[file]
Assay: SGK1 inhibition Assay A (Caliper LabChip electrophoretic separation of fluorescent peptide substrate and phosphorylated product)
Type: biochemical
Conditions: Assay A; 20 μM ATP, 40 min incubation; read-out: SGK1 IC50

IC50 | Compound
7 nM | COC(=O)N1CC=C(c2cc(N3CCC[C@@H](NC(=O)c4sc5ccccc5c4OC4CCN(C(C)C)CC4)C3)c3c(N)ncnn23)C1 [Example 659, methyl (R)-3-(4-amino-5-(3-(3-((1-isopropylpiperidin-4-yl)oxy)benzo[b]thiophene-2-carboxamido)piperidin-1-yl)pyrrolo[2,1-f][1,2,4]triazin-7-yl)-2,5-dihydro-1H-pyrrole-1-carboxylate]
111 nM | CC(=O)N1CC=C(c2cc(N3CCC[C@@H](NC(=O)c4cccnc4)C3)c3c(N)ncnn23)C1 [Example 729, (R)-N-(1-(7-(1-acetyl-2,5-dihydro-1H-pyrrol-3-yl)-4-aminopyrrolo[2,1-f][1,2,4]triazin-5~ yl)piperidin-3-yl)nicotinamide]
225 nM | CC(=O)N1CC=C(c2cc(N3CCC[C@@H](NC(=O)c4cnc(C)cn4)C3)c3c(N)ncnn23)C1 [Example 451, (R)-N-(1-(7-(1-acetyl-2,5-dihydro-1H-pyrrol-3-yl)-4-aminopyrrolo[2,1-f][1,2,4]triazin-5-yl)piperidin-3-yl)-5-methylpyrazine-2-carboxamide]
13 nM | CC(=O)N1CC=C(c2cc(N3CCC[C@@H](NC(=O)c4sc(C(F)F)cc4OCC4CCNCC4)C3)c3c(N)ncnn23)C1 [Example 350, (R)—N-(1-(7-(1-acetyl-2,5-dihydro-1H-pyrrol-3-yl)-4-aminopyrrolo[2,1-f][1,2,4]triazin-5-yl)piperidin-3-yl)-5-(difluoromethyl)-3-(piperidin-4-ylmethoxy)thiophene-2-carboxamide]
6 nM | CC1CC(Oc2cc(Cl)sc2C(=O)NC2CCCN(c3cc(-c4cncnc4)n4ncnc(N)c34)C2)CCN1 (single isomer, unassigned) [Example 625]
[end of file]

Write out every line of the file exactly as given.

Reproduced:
Assay: SGK1 inhibition Assay A (Caliper LabChip electrophoretic separation of fluorescent peptide substrate and phosphorylated product)
Type: biochemical
Conditions: Assay A; 20 μM ATP, 40 min incubation; read-out: SGK1 IC50

IC50 | Compound
7 nM | COC(=O)N1CC=C(c2cc(N3CCC[C@@H](NC(=O)c4sc5ccccc5c4OC4CCN(C(C)C)CC4)C3)c3c(N)ncnn23)C1 [Example 659, methyl (R)-3-(4-amino-5-(3-(3-((1-isopropylpiperidin-4-yl)oxy)benzo[b]thiophene-2-carboxamido)piperidin-1-yl)pyrrolo[2,1-f][1,2,4]triazin-7-yl)-2,5-dihydro-1H-pyrrole-1-carboxylate]
111 nM | CC(=O)N1CC=C(c2cc(N3CCC[C@@H](NC(=O)c4cccnc4)C3)c3c(N)ncnn23)C1 [Example 729, (R)-N-(1-(7-(1-acetyl-2,5-dihydro-1H-pyrrol-3-yl)-4-aminopyrrolo[2,1-f][1,2,4]triazin-5~ yl)piperidin-3-yl)nicotinamide]
225 nM | CC(=O)N1CC=C(c2cc(N3CCC[C@@H](NC(=O)c4cnc(C)cn4)C3)c3c(N)ncnn23)C1 [Example 451, (R)-N-(1-(7-(1-acetyl-2,5-dihydro-1H-pyrrol-3-yl)-4-aminopyrrolo[2,1-f][1,2,4]triazin-5-yl)piperidin-3-yl)-5-methylpyrazine-2-carboxamide]
13 nM | CC(=O)N1CC=C(c2cc(N3CCC[C@@H](NC(=O)c4sc(C(F)F)cc4OCC4CCNCC4)C3)c3c(N)ncnn23)C1 [Example 350, (R)—N-(1-(7-(1-acetyl-2,5-dihydro-1H-pyrrol-3-yl)-4-aminopyrrolo[2,1-f][1,2,4]triazin-5-yl)piperidin-3-yl)-5-(difluoromethyl)-3-(piperidin-4-ylmethoxy)thiophene-2-carboxamide]
6 nM | CC1CC(Oc2cc(Cl)sc2C(=O)NC2CCCN(c3cc(-c4cncnc4)n4ncnc(N)c34)C2)CCN1 (single isomer, unassigned) [Example 625]